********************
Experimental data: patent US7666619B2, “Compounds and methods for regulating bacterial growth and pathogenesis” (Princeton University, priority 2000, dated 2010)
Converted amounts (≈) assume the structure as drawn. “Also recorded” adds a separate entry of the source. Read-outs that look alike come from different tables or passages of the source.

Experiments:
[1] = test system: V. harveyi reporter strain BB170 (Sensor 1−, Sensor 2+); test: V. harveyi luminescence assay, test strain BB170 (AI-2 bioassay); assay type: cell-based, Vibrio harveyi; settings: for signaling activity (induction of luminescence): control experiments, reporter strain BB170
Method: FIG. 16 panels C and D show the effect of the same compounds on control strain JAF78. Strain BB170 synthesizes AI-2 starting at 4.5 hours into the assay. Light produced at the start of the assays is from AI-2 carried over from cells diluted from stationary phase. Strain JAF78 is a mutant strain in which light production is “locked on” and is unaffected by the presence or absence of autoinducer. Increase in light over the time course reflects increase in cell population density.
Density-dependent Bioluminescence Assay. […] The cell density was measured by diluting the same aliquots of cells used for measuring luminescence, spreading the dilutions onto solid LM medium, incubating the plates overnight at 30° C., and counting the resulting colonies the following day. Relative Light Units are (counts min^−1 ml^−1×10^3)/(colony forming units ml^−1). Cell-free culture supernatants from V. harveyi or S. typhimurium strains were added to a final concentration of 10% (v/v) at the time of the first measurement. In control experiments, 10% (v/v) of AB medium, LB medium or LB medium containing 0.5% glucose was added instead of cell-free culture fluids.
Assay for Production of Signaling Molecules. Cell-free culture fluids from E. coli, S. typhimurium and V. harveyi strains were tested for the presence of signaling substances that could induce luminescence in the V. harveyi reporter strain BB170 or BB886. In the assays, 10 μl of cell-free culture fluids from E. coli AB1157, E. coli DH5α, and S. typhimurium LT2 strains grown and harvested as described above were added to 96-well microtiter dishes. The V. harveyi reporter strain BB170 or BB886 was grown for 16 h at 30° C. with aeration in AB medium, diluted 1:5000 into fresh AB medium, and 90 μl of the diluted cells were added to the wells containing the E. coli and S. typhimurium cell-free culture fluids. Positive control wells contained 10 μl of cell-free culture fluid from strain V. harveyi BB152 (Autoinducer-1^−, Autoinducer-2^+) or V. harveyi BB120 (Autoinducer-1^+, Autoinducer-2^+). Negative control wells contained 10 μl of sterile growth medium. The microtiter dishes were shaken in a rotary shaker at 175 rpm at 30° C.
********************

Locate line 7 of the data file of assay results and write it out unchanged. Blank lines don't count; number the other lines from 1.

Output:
Assay for Production of Signaling Molecules. Cell-free culture fluids from E. coli, S. typhimurium and V. harveyi strains were tested for the presence of signaling substances that could induce luminescence in the V. harveyi reporter strain BB170 or BB886. In the assays, 10 μl of cell-free culture fluids from E. coli AB1157, E. coli DH5α, and S. typhimurium LT2 strains grown and harvested as described above were added to 96-well microtiter dishes. The V. harveyi reporter strain BB170 or BB886 was grown for 16 h at 30° C. with aeration in AB medium, diluted 1:5000 into fresh AB medium, and 90 μl of the diluted cells were added to the wells containing the E. coli and S. typhimurium cell-free culture fluids. Positive control wells contained 10 μl of cell-free culture fluid from strain V. harveyi BB152 (Autoinducer-1^−, Autoinducer-2^+) or V. harveyi BB120 (Autoinducer-1^+, Autoinducer-2^+). Negative control wells contained 10 μl of sterile growth medium. The microtiter dishes were shaken in a rotary shaker at 175 rpm at 30° C.